New Definition And Warning Added For Flopping To NFHS Basketball Rules For 2024-25 Season

A new definition and subsequent warning for faking being fouled, or flopping, has been added to the National Federation of High School Basketball Rules Book for the 2024-25 season.

This revision to high school basketball rules was one of 12 changes approved by the NFHS Basketball Rules Committee at its meeting in Indianapolis. All recommended changes were then approved by the NFHS Board of Directors.

Faking being fouled is defined in the as when a player simulates being fouled or makes theatrical or exaggerated movements when there is no illegal contact. Examples include embellishing the impact of incidental contact on block/charge plays or field goal attempts, using a “head bob” to simulate illegal contact and using any tactic to create an opinion of being fouled to gain an advantage.

The new language also establishes a procedure for officials to issue a team warning on the first instance of faking being fouled. The warning is recorded in the scorebook and reported to the head coach. Any additional instances will result in a team technical foul and not a player technical foul, which was previously the case.

A change to Rule 3-4-4a removes the restriction of only lettering being allowed on the front of the jersey. If a logo or mascot is displayed on the front, it must be centered directly above the number in place of identifying names. This change does not require schools to purchase new uniforms and may allow some schools to wear current uniforms that were previously not permitted.

A new exception to Rule 4-6-1 involving basket interference allows for the net to be contacted and play continue if the official determines the contact to not affect the try for a goal.

A collection of changes to rules 4-47-5, 10-2-1g and 10-4-5 allows officials to issue a team warning for delay of game when a ball is not immediately passed to an official when a whistle sounds. Any subsequent violations now result in a team technical instead of a player technical.

A new note to Rule 9-10-1a and edit to Rule 4-10 allows states that utilize a 35-second shot clock to choose to eliminate the five-second closely guarded provision while a player dribbles the ball. The closely guarded rules remain in effect while a player holds the ball regardless of whether or not a state utilizes a shot clock.

Other rules changes approved by the committee include:

Rule 1-19 clarifies that the use of electronic devices during the game must be limited to recording and tracking stats, reviewing plays or similar contest-related functions. The use of electronic devices for voice or video recording is prohibited.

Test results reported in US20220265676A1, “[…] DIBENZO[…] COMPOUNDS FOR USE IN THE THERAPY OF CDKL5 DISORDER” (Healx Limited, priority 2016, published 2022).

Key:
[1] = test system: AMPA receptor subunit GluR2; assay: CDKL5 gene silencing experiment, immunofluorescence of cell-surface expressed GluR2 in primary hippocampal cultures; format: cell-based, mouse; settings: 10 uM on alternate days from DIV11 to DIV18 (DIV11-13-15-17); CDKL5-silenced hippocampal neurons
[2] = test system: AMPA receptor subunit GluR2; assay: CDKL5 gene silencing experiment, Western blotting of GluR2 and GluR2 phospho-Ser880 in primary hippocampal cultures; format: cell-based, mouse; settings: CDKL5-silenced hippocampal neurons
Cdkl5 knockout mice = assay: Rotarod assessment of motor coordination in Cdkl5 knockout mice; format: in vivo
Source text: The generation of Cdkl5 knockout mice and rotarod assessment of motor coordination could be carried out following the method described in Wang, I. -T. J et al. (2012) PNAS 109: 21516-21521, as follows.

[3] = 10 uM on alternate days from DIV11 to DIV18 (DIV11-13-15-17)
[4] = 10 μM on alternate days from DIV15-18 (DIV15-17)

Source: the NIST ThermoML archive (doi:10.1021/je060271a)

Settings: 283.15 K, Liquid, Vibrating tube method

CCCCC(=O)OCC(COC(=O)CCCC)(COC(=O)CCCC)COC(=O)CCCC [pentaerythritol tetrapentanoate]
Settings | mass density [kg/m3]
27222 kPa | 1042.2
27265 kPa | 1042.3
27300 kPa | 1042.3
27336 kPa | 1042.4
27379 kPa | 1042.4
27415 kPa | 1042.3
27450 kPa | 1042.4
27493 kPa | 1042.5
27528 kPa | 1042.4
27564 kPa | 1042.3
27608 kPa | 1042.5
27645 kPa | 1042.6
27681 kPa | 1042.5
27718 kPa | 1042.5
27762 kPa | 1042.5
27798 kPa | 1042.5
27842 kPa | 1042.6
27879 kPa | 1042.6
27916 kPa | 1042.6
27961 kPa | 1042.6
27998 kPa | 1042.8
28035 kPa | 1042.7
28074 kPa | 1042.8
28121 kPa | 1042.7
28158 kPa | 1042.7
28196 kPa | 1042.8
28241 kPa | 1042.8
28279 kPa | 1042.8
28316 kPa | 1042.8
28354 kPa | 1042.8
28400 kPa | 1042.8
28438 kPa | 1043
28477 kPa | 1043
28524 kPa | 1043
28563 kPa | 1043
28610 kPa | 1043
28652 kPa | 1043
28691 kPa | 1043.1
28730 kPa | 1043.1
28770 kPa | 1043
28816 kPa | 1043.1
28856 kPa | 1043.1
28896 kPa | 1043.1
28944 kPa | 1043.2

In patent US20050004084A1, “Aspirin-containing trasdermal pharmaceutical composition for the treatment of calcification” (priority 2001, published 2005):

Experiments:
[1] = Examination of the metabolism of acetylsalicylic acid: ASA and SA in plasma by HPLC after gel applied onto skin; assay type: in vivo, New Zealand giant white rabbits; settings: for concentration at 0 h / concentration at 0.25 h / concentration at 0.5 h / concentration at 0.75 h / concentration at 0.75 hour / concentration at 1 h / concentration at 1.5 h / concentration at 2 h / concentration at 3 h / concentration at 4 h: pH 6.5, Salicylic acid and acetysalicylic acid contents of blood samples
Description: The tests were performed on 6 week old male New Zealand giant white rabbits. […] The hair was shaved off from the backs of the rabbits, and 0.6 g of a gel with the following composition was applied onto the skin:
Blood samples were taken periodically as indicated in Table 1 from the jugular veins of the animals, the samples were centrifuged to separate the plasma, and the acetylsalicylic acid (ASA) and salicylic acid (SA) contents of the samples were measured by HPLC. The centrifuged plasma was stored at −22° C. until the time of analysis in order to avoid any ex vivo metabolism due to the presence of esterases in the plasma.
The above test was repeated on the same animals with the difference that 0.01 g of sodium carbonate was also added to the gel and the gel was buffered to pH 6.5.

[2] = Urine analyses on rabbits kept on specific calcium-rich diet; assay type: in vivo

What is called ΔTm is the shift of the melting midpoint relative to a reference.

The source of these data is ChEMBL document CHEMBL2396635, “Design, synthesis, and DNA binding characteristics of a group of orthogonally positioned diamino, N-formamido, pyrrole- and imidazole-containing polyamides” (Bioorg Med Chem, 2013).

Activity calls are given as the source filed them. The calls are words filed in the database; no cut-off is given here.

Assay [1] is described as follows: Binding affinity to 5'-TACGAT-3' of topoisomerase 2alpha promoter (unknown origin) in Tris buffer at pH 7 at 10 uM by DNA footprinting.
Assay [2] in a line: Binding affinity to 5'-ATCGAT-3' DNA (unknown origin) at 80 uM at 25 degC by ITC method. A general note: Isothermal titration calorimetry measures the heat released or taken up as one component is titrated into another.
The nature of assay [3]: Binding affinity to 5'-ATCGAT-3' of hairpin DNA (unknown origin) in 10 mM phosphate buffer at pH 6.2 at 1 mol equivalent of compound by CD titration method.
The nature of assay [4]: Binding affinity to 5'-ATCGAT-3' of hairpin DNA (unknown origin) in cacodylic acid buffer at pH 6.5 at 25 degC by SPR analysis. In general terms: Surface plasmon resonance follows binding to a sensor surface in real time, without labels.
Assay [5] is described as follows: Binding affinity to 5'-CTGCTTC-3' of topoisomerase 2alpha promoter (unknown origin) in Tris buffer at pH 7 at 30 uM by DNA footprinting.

Rule 2-11-11 notes that if multiple scorers are at the scorer’s bench, the scorer(s) that is not official is responsible for comparing records with the official scorer, who then would notify a referee immediately of a discrepancy. This allows the official scorer to remain focused on game play and places the responsibility of comparing scoring information on auxiliary scorers.

Rule 3-3-6 states that if bench personnel are beckoned to attend to an injured player, whether they enter the court or not, the player is subject to removal from the game unless the coach requests a time-out.

If a player is bleeding or has blood on the uniform, Rule 3-3-7 now allows the player to remain in the game if the issue can be resolved in 20 seconds.

Rule 7-1-1 establishes that a player cannot be assisted by a team member or bench personnel outside the boundary line to remain inbounds.

Pregame violations were addressed in a series of changes in Rule 10. If both teams violate provisions listed in Rules 10-1-1, 10-1-2 and 10-2-7 in equal numbers, the penalties offset, and no free throws are awarded. Additionally, the head coach would not lose the privilege of the coaching box. Similarly, the penalty for dunking or attempting to dunk a dead ball in Rule 10-2-7 no longer requires the coach to lose coaching box privileges and no personal foul is assessed as it is now a team technical and not a bench technical.

A complete listing of the basketball rules changes will be available on the NFHS website at www.nfhs.org.

According to the 2022-23 NFHS High School Athletics Participation Survey, basketball is the third-most popular sport for boys with 537,438 participants in 18,369 schools, and the fourth-most popular sport for girls with 373,366 participants in 17,881 schools.